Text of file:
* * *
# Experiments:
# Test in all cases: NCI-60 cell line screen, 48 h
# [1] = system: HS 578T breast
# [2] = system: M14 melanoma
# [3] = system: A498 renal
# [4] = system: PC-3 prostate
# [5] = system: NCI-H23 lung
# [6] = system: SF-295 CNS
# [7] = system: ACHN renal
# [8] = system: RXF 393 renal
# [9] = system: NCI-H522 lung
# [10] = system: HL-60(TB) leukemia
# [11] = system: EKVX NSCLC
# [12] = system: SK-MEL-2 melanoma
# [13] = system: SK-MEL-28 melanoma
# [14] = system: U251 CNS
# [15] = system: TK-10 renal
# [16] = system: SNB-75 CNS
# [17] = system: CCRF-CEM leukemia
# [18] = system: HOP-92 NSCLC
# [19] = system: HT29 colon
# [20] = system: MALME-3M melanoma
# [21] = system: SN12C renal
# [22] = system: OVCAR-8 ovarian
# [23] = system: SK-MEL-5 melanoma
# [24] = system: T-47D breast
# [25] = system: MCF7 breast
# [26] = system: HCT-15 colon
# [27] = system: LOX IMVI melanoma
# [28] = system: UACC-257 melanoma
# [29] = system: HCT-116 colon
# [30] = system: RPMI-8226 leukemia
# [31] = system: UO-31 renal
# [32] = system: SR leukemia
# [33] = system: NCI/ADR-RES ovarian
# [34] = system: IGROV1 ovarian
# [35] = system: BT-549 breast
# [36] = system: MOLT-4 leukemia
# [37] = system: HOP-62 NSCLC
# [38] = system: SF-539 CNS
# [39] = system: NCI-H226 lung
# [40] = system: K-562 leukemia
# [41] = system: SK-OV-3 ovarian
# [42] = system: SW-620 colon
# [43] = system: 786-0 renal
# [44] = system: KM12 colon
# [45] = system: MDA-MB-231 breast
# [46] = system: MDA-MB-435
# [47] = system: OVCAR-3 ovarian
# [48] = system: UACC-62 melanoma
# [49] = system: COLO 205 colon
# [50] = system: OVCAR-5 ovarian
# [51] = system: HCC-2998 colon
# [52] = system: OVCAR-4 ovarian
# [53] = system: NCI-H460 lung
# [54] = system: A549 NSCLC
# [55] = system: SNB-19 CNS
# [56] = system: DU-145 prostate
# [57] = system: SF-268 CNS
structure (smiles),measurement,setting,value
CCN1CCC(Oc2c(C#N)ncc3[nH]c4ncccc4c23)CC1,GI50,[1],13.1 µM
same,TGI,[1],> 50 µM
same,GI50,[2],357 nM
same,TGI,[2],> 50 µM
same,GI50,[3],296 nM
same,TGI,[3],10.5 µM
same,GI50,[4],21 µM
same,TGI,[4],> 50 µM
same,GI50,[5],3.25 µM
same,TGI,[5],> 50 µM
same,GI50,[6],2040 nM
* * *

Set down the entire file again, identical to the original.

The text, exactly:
# Experiments:
# Test in all cases: NCI-60 cell line screen, 48 h
# [1] = system: HS 578T breast
# [2] = system: M14 melanoma
# [3] = system: A498 renal
# [4] = system: PC-3 prostate
# [5] = system: NCI-H23 lung
# [6] = system: SF-295 CNS
# [7] = system: ACHN renal
# [8] = system: RXF 393 renal
# [9] = system: NCI-H522 lung
# [10] = system: HL-60(TB) leukemia
# [11] = system: EKVX NSCLC
# [12] = system: SK-MEL-2 melanoma
# [13] = system: SK-MEL-28 melanoma
# [14] = system: U251 CNS
# [15] = system: TK-10 renal
# [16] = system: SNB-75 CNS
# [17] = system: CCRF-CEM leukemia
# [18] = system: HOP-92 NSCLC
# [19] = system: HT29 colon
# [20] = system: MALME-3M melanoma
# [21] = system: SN12C renal
# [22] = system: OVCAR-8 ovarian
# [23] = system: SK-MEL-5 melanoma
# [24] = system: T-47D breast
# [25] = system: MCF7 breast
# [26] = system: HCT-15 colon
# [27] = system: LOX IMVI melanoma
# [28] = system: UACC-257 melanoma
# [29] = system: HCT-116 colon
# [30] = system: RPMI-8226 leukemia
# [31] = system: UO-31 renal
# [32] = system: SR leukemia
# [33] = system: NCI/ADR-RES ovarian
# [34] = system: IGROV1 ovarian
# [35] = system: BT-549 breast
# [36] = system: MOLT-4 leukemia
# [37] = system: HOP-62 NSCLC
# [38] = system: SF-539 CNS
# [39] = system: NCI-H226 lung
# [40] = system: K-562 leukemia
# [41] = system: SK-OV-3 ovarian
# [42] = system: SW-620 colon
# [43] = system: 786-0 renal
# [44] = system: KM12 colon
# [45] = system: MDA-MB-231 breast
# [46] = system: MDA-MB-435
# [47] = system: OVCAR-3 ovarian
# [48] = system: UACC-62 melanoma
# [49] = system: COLO 205 colon
# [50] = system: OVCAR-5 ovarian
# [51] = system: HCC-2998 colon
# [52] = system: OVCAR-4 ovarian
# [53] = system: NCI-H460 lung
# [54] = system: A549 NSCLC
# [55] = system: SNB-19 CNS
# [56] = system: DU-145 prostate
# [57] = system: SF-268 CNS
structure (smiles),measurement,setting,value
CCN1CCC(Oc2c(C#N)ncc3[nH]c4ncccc4c23)CC1,GI50,[1],13.1 µM
same,TGI,[1],> 50 µM
same,GI50,[2],357 nM
same,TGI,[2],> 50 µM
same,GI50,[3],296 nM
same,TGI,[3],10.5 µM
same,GI50,[4],21 µM
same,TGI,[4],> 50 µM
same,GI50,[5],3.25 µM
same,TGI,[5],> 50 µM
same,GI50,[6],2040 nM